Jaffe Presents Teachers College Fellows Program With Endowment
October 7, 2003WASHINGTON, D.C., October 7, 2003 – Recently, the Peace Corps Fellows Program received a $500,000 gift from Elliot S. Jaffe, Chairman and CEO of Dress Barn, Teachers College Trustee, and philanthropist. The gift will perpetuate the program at Columbia University Teachers College. Mr. and Mrs. Jaffe have also provided a separate $900,000 scholarship endowment to be designated each year to the Peace Corps Fellows program.
The Peace Corps Fellows program began in 1985 in response to “A Nation at Risk,” which warned that an entire generation of children in the United States was being raised scientifically and technologically illiterate. In the 17 years since the Peace Corps Fellows program was founded, it has become Teachers College’s most important effort to recruit, prepare, and retain outstanding teachers to rebuild New York City’s teaching corps. A significant amount of graduated Fellows are now working in New York City’s hardest-to-staff schools, teaching subjects for which there are critical shortages of qualified teachers.
Fellows commit to four years of full-time teaching in the same school in return for a substantial scholarship. Contributions from AmeriCorps, the Department of Education and private endowments allow each Teachers College Fellow to receive a scholarship of $21,450 over the two-year program. This covers about two-thirds of the program’s $32,000 tuition expenses. Upon completion of the two-year program, Fellows must agree to teach in New York City schools for an additional two years, for which they are paid regular teacher salaries.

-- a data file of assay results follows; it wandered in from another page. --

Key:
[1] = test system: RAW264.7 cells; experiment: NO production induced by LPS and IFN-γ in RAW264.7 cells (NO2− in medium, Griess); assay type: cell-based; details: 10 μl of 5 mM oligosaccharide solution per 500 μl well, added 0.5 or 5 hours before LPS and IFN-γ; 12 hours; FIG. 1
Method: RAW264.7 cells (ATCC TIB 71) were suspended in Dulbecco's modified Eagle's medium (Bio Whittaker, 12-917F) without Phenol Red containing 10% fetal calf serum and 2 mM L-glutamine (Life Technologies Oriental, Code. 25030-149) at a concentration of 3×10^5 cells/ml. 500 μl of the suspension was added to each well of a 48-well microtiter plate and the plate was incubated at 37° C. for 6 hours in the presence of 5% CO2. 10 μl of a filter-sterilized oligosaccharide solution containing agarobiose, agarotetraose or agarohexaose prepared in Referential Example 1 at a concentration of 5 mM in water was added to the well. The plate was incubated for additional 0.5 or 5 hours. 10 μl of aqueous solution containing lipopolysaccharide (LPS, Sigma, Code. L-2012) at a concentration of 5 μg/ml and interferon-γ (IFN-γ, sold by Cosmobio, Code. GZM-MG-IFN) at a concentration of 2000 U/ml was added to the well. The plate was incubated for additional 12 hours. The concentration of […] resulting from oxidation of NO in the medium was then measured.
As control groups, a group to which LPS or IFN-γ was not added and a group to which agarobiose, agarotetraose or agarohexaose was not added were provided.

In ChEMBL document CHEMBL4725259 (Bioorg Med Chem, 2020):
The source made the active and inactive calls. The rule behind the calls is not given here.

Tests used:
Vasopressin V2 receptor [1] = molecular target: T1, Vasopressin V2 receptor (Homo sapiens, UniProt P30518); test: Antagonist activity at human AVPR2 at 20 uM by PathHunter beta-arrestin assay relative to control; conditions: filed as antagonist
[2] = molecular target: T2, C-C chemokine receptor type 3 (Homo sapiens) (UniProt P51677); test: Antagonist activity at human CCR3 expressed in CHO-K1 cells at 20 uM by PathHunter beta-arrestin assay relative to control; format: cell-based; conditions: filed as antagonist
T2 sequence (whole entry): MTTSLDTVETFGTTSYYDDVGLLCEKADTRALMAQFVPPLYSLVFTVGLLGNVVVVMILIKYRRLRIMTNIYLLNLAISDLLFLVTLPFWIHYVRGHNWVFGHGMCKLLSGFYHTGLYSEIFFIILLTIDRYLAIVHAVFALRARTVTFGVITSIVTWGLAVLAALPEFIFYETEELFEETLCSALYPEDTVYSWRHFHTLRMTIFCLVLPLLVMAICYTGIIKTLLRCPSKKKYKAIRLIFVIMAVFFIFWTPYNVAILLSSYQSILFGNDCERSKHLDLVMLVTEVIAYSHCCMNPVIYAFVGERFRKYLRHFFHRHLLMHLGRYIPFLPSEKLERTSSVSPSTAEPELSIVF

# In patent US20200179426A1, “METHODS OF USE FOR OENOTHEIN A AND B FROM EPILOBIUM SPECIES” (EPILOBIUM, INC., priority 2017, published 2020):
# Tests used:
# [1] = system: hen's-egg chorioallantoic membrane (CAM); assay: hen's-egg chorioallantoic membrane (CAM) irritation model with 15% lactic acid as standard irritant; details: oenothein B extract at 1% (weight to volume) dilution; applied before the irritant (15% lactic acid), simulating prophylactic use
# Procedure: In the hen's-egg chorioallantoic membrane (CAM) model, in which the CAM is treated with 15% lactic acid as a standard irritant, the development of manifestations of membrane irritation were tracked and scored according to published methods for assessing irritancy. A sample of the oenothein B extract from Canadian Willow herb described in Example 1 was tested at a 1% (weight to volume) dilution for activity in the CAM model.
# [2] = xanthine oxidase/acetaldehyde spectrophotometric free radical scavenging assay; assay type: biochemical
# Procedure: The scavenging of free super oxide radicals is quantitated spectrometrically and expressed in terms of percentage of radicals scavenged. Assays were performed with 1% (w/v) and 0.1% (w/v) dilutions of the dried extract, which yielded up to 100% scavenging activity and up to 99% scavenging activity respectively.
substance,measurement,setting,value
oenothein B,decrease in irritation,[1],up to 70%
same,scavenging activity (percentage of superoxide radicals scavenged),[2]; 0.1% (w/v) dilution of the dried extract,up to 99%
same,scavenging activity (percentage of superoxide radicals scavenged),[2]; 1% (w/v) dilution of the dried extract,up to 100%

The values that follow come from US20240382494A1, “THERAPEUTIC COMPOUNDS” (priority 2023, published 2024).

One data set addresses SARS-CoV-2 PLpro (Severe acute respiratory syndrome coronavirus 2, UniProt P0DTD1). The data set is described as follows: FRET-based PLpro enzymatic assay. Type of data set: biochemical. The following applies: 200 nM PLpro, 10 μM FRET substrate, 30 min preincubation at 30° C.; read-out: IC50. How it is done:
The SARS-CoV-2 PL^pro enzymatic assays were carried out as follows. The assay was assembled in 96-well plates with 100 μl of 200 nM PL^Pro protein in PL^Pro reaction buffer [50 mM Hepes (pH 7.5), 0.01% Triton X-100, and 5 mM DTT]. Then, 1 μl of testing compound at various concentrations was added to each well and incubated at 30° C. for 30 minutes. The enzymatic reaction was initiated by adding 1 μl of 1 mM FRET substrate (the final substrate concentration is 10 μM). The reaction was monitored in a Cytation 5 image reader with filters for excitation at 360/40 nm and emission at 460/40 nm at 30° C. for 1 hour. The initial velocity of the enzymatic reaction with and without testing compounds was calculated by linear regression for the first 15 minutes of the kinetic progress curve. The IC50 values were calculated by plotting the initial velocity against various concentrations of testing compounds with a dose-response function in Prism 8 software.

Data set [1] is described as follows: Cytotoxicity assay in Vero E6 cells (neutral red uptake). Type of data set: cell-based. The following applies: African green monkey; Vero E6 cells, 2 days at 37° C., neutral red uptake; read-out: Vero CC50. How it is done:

The Program recruits up to 50 returned Peace Corps volunteers each year to pursue master’s degrees and teach in areas where there are critical shortages of qualified teachers. Over the last five years, the yearly incoming number of Fellows has grown from 20 to 50. The program has been so successful that it has now been replicated by 15 other universities around the country to strengthen the pool of teachers in their cities. To date, over 450 Fellows have graduated from the program, over a third of whom are currently teaching in more than 100 schools that serve the New York City’s poorest neighborhoods. More than 60 percent of the graduates continue to teach throughout the country.
Jaffe grew up in Paterson, New Jersey, at a time when many doors of financial opportunity were closed to him because of his ethnicity. That changed after a stint in the U.S. Army during World War II made it possible for him to go to the Wharton School at the University of Pennsylvania on the G.I. Bill. Since then, he has had a successful career in business, including founding Dress Barn.
After one of his initial visits to the Teachers College, Jaffe recalled the impression that a Peace Corps Fellow made on him: “He told me that he had a group of students who had never been outside of the Bronx. He asked me for $210 to hire a substitute teacher for the day and to rent a van so he could take the kids to the country. I thought that was a buy I couldn't resist."
Since 1961, more than 170,000 volunteers have served in the Peace Corps, working in such diverse fields as education, health, HIV/AIDS education and awareness, information technology, business development, the environment, and agriculture. Peace Corps volunteers must be U.S. citizens and at least 18 years of age. Peace Corps service is a two-year commitment.
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